What Is the Healthiest Water to Drink? 5 Options to Boost Health
Water is something we all need to survive. The general rule of thumb is that you can’t go three days without it. Drinking enough water, on the other hand, can provide a variety of health benefits. Some even claim certain types of water are better for you than others.
There are plenty of choices even when it comes to types of water you can drink, and so long as you aren’t sipping from puddles and other large bodies of water, you’re probably safe. So, what is the healthiest water to drink? Here are the 5 healthiest options for you.
5 Healthiest Water to Drink
Mineral water is defined as water obtained from underground sources and must have at least 250 parts per million naturally occurring minerals from dissolved solids. This is in contrast to the common misconception that minerals are added to the water after being sourced, which is actually not allowed.
Mineral water can be considered the healthiest of the waters on this list because it can contain several key nutrients that the human body needs. However, mineral water often contains so little of the nutrients that any health benefit aside from providing hydration is almost negligible.
You might confuse spring water with mineral water because they have similar definitions. Spring water, like mineral water, comes from natural, underground water sources. The key difference is that it is often allowed to naturally rise to the surface at something like a spring, and must be bottled at the source.
When spring water is allowed to rise to the surface, it is often considered pre-purified and healthy because it passes through many layers of limestone, sandstone, and clay that act as filters. This isn’t always the case though because spring water can also be obtained by boring a hole directly into the underground source.
Tap water can be surprisingly healthy as long as you live in an area with the correct protections and infrastructure in place. This is true for much of the Western world where government regulations maintain high standards for public health.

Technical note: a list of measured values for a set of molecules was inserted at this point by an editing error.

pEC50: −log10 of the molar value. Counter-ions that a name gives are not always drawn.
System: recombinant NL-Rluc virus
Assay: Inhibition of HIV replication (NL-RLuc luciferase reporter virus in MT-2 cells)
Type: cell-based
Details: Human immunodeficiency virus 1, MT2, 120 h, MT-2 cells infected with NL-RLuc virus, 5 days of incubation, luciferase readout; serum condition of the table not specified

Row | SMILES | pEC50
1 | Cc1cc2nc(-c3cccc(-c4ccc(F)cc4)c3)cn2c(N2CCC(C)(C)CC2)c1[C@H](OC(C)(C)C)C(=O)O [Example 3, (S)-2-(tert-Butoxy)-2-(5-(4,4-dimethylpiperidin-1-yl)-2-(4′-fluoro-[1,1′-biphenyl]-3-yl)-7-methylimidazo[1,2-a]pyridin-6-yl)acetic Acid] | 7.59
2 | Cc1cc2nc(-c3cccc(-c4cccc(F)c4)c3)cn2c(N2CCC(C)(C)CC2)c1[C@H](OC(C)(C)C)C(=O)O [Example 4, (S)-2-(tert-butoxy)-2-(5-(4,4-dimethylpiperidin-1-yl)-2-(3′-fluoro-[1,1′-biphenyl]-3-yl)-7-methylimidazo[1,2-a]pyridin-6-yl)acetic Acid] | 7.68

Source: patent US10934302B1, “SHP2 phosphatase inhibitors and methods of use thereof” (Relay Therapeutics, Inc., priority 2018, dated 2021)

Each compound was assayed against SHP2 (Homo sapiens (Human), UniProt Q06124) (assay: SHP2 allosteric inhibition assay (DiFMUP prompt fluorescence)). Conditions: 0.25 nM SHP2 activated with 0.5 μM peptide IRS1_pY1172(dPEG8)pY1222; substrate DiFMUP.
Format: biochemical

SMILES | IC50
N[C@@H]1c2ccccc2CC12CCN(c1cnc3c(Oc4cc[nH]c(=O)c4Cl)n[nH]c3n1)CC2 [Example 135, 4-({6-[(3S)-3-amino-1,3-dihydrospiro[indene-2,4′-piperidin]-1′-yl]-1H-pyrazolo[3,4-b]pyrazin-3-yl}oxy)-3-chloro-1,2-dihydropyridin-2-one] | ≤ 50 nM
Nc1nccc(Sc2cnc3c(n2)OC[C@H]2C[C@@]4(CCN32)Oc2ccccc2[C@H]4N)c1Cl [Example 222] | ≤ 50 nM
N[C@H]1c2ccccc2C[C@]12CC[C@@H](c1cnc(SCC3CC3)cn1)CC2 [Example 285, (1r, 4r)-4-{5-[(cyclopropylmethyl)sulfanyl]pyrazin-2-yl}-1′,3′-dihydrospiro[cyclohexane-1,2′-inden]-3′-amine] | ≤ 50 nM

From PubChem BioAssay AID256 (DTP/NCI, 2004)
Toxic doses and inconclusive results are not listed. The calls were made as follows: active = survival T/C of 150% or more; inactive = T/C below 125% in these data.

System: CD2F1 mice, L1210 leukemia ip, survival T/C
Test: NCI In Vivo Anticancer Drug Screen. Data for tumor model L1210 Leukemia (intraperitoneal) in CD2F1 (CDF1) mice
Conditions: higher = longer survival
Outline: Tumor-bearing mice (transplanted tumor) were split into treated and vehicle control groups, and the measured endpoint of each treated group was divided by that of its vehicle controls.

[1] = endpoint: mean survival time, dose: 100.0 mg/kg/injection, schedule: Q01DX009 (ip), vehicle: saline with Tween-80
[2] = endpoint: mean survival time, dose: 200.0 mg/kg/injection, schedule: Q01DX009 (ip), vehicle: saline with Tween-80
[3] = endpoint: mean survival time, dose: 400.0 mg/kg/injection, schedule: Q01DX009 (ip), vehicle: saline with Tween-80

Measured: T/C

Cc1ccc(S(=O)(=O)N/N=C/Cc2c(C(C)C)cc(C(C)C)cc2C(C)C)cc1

Unfortunately, you cannot always assume that tap water is healthy, or even safe to drink. Sometimes, contamination can occur at or bypass water treatment facilities. Examples of potentially unsafe tap water include cloudy or discolored water, overly acidic water, and water that has a strong smell and taste to it.
Some people are also against the way tap water is often treated. Fluoride could be added to the water to improve the dental health of all that drink it but there are some risks associated with needlessly high levels of fluoride consumption.
Distilled water is a type of purified water that involves boiling the water to create steam and then collecting and condensing the steam back into the water.
This is a particularly good way to purify water because it removes practically everything except for the water itself. In fact, distilled water is often considered sterile and the healthiest water that people with compromised immune systems (such as those with HIV/AIDS and chemo patients) can drink.
However, some believe distilled water isn’t as healthy for many people because it lacks any of the minerals other types of water provide.
Bottled water is, sadly, a gray area when it comes to health. Some bottled water can be healthy and safe spring water, but it can also be untreated tap water that you could get from most anywhere.
Some bottled water companies market and sell water of a specific pH, especially alkaline water, with claims that the pH can provide various health benefits like altering your blood pH level. Most of these claims are unfounded or require extensive research that hasn’t been done yet.
Even without considering any other health claims, bottled water could be considered more hazardous for your health than other sources because it often contains more microplastics.